With the start of the 2017 legislative sessions in the various states comes a flurry of press activity from Knife Rights. We have been reporting on efforts in the legislatures of Georgia, Virginia, and New York, and today comes word that West Virginia and Texas are also in their figurative cross hairs. They have introduced a preemption bill in the former, and in the latter they seek to right one of the greatest ironic injustices in the country – namely the fact that it is illegal to carry a Bowie Knife (and a few other styles of blade) in the Great State of Texas.
From Knife Rights:
Knife Rights’ Texas “Illegal Knife” Repeal Bill Introduced
Knife Rights’ Texas Knife Law Reform Bill, HB 1935, that would repeal the ban on all “illegal knives” in Texas statutes, has been introduced by Representative John Frullo.
HB 1935 would complete Knife Rights’ efforts to bring knife freedom to Texas by removing entirely the definition of “illegal knife” in Section 46.01(6) of the Penal Code. This includes the prohibition on double edge blades, Bowie knives and the 5.5-inch carry limit.
Rep. Frullo was honored with Knife Rights’ Freedom’s Edge Award for his role as sponsor of Knife Rights’ Texas Knife Law Preemption Bill that was enacted into law in 2015.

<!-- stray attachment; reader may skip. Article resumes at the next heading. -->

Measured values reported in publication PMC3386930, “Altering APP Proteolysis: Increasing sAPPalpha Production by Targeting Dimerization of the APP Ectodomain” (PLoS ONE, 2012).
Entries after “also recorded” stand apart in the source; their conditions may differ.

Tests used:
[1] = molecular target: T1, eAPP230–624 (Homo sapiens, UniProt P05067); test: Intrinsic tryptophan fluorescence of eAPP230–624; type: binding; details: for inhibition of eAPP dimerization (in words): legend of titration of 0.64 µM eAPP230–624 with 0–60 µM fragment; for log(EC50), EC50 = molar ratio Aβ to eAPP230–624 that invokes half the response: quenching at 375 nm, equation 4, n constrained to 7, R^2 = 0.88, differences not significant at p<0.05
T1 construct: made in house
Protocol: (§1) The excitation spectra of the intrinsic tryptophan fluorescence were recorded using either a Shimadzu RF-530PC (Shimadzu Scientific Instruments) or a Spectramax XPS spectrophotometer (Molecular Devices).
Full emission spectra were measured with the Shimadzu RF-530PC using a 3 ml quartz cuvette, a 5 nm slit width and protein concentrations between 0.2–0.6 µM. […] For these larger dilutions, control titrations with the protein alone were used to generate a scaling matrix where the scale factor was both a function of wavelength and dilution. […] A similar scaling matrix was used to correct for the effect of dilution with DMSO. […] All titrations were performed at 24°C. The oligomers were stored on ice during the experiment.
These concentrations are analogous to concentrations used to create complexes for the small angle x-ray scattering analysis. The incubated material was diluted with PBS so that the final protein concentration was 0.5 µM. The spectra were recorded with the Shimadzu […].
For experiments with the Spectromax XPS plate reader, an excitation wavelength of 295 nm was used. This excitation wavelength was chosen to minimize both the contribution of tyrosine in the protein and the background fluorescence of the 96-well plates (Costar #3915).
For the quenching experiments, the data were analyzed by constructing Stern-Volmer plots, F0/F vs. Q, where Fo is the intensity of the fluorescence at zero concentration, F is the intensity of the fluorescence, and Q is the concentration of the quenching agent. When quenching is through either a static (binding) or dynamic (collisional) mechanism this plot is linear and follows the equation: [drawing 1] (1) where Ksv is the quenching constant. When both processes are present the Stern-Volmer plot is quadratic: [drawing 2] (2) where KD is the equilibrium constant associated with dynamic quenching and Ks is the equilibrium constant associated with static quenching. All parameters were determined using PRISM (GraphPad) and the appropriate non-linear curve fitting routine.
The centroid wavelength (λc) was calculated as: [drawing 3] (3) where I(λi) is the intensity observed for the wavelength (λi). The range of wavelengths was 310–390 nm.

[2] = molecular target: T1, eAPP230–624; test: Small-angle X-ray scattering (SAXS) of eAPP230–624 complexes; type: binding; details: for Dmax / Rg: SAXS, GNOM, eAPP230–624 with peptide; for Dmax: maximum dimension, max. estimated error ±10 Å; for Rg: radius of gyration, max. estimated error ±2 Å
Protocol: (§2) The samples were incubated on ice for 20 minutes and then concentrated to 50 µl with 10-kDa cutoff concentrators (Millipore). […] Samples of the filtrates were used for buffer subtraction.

Knife Rights’ Texas Switchblade Ban Repeal Bill was enacted in 2013, sponsored by Rep. Harold Dutton.
Knife Rights is rewriting knife law in America™. Knife Rights passed the nation’s first repeal of a switchblade (automatic) knife ban in 2010 in New Hampshire and has since passed repeal of switchblade bans and repealed other knife restrictions in Alaska, Indiana, Kansas, Maine, Missouri, Nevada, Oklahoma, Tennessee, Texas, Washington and Wisconsin.
Knife Rights’ West Virginia Preemption Bill Introduced
Knife Rights’ West Virginia Knife Law Preemption bill, HB 2209, has been introduced by Representative Rupert Phillips. HB 2209 adds “Knives” to West Virginia’s existing firearms preemption statute which was passed in 2015 due to the the work of our friends at the West Virginia Citizen’s Defense League and the National Rifle Association.
Preemption repeals and prevents a patchwork of local ordinances more restrictive than state law which only serve to confuse or entrap law-abiding citizens traveling within or through the state. Preemption ensures citizens can expect consistent enforcement of state knife laws everywhere in the state.
Knife Rights passed the nation’s first Knife Law Preemption bill in Arizona in 2010 and has since passed preemption bills in Alaska, Georgia, Kansas, New Hampshire, Oklahoma, Tennessee, Texas, Utah and Wisconsin.